Clayton Kershaw, justifiably so, was the talk of most of the first half prior to his injury. But after posting an astronomical K/BB ratio, he was taken from us without a return date. That has left a void for other pitchers to try and claim the mantle of "best pitcher in the National League." After he went down, the struggle for that title has jostled between a few pitchers. Johnny Cueto received a good share of attention as he started the All-Star game. His teammate Madison Bumgarner got his looks, but a lot of the attention was centered around him trying to invade the Home Run Derby. Then there’s Noah Syndergaard and all the really hard, nasty stuff he throws — plus the hair. Finally, you have the two Washington arms in Strasburg, who was just recently tagged with his first loss of the season, and Scherzer, who put up the first 20-strikeout game in the majors since Kerry Wood in 1998.
All of these pitchers are deserving of the accolade that they’ve received. They’re all having fantastic seasons. But, Jose Fernandez has arguably been most deserving to fill the void left by Kershaw. The odd thing is, he’s done so relatively quietly. Some slight changes have pushed him to another level and he, in my opinion, has been the best of the bunch this season.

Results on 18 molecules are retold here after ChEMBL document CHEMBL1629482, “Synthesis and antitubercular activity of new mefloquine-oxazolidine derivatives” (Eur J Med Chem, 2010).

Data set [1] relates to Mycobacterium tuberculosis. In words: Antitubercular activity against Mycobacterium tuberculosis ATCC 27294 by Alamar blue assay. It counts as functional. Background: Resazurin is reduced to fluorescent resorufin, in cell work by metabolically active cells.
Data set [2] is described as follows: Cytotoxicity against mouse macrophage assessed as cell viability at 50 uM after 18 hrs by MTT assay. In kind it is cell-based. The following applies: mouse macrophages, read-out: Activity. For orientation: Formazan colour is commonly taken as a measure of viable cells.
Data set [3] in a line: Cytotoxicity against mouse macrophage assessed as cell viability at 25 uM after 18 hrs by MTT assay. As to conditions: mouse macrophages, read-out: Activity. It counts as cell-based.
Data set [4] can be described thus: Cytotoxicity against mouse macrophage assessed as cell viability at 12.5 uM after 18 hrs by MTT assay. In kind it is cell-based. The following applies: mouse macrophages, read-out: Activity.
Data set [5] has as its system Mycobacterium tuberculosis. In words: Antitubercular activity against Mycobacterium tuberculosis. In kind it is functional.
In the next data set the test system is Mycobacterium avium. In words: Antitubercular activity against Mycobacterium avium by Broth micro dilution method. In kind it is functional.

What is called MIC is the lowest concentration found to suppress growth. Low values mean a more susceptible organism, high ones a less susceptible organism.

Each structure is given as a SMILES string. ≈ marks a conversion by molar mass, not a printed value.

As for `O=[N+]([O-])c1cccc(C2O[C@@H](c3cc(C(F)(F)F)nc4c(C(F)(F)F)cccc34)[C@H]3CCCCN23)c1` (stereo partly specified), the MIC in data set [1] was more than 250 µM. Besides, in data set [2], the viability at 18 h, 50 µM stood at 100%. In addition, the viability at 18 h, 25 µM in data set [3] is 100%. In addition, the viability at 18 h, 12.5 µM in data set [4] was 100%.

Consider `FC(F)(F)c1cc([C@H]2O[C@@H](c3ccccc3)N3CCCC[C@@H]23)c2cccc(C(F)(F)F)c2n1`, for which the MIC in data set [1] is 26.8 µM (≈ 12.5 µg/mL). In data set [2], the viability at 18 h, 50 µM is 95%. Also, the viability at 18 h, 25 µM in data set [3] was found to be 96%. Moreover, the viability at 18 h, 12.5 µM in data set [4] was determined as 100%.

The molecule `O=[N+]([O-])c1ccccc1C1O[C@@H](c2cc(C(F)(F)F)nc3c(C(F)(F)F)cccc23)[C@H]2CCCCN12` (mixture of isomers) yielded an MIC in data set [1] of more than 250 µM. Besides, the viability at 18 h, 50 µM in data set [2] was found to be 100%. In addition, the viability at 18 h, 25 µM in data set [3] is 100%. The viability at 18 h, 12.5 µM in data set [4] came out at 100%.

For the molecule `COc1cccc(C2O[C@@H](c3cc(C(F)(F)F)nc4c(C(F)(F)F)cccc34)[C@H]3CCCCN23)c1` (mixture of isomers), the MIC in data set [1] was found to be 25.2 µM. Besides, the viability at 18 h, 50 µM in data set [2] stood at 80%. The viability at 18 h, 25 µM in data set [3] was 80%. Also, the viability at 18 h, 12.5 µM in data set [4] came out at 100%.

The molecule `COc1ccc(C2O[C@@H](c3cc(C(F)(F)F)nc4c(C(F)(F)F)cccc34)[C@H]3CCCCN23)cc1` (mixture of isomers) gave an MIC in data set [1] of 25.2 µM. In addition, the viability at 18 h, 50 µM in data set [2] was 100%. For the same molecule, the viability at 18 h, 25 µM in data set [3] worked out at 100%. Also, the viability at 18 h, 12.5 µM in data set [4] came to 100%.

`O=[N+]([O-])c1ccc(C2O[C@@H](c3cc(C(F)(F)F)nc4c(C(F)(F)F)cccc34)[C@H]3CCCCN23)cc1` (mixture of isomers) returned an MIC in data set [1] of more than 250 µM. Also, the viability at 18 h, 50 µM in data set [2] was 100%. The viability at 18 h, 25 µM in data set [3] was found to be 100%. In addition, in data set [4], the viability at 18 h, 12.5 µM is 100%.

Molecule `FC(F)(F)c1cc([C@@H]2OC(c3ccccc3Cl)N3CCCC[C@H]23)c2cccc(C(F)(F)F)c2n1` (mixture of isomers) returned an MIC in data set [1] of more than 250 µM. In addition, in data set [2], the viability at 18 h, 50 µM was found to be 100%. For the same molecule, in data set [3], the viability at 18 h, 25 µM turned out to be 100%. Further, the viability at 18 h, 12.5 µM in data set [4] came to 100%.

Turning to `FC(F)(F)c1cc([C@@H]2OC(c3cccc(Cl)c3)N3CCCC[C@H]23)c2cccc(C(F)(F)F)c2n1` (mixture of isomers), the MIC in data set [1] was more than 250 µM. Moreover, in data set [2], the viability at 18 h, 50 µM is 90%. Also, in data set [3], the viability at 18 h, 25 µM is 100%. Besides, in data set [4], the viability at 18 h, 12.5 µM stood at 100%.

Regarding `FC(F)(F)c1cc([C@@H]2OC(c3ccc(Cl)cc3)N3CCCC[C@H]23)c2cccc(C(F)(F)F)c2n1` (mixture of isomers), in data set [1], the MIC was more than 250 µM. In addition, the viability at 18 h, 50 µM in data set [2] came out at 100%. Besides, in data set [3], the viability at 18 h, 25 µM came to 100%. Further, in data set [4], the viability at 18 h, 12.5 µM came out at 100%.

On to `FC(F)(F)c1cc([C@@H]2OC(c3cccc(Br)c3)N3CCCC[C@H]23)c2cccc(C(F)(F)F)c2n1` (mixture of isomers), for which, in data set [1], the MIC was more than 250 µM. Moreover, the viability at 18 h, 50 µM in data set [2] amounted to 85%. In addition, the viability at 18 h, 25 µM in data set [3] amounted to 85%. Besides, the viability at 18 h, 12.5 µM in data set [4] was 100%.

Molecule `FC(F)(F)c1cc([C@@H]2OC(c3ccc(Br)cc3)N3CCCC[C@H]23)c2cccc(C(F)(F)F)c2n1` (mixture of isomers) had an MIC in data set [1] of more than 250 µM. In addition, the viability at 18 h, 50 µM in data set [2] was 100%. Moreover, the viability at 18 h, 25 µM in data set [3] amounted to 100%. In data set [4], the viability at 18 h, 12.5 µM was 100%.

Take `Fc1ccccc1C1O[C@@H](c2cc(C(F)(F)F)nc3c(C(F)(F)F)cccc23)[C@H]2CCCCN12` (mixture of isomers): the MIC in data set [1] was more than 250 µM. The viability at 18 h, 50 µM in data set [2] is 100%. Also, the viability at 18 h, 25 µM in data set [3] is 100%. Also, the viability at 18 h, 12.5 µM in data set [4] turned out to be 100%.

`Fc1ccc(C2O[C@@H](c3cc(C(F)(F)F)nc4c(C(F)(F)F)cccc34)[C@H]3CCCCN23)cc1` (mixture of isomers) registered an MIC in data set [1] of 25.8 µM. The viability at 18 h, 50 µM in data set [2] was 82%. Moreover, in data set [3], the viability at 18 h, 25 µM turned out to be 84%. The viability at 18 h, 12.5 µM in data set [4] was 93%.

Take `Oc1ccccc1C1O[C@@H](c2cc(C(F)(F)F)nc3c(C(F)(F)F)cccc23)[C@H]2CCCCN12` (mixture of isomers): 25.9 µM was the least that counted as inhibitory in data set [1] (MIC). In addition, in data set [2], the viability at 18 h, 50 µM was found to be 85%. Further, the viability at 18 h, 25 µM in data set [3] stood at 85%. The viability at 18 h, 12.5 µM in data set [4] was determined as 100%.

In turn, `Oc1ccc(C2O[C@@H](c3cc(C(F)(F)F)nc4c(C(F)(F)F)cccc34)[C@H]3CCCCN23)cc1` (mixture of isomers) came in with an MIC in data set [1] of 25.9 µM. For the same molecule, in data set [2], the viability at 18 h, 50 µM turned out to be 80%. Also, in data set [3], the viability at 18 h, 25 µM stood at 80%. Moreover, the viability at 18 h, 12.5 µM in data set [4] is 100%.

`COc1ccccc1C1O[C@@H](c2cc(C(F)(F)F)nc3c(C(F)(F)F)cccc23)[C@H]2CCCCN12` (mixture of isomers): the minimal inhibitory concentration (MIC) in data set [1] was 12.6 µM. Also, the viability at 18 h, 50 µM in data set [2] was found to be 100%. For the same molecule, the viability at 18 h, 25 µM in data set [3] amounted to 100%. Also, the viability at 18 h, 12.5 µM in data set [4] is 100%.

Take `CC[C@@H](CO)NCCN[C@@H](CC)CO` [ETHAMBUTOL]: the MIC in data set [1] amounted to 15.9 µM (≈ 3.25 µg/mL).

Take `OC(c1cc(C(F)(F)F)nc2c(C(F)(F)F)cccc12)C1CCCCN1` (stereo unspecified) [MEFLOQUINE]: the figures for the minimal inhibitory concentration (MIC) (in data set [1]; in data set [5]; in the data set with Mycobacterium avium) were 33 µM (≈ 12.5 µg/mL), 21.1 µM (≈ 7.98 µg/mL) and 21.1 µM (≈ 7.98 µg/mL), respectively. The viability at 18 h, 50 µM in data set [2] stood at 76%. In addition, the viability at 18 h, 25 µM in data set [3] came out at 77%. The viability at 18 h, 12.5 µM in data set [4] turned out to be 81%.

In 2014, Fernandez went under the knife. This cut short a highly anticipated sophomore campaign after his stellar rookie season that led to Cy Young consideration. Unfortunately, he lost a year where he was posting a fantastic strikeout rate of 34.2 percent and a DRA of 1.85. Granted, this was in only 51.2 innings, but you can see how much of an impact Fernandez was making in just a short time.
As he returned in 2015, the worry that he may have a bit of rust and the general Tommy John hangover to shake off was quickly dispelled. Fernandez was quickly back to form and pitching like the ace that the Marlins expect him to be each season. He improved on his first full season’s walk and strikeout rates by a few percentage points each, despite posting a career-high DRA of only 3.03. Fernandez’s top tier stuff and general pitching ability helped him place himself right back into the thick of baseball’s best on the mound rather quickly.
Now, Fernandez is posting a low for starting pitchers with a 1.90 DRA, thus generating an MLB-high 4.9 WARP. On the FanGraphs end, Fernandez sits 2nd in both FIP, 2.07, and fWAR, 4.5, behind only Kershaw (remember how great he was? Sigh...). Fernandez, on a macro level, has positioned himself incredibly well to be the NL’s top arm.
A great portion of his success has been his higher propensity to miss bats, which was already really high. Fernandez has been leaving hitters behind and has been missing bats at a much higher rate than he had in his last full season. Fernandez’s strikeout rate has to be the most gripping number that he’s posted so far. Currently sitting at 36.8 percent, his K rate puts him at near four percentage points above the next closest starting pitcher, Kershaw. To contextualize this a bit more, Fangraphs defines an "Excellent" strikeout rate to be around 27 percent. The gap between Kershaw and him is also the largest gap between any two consecutive starters on this list.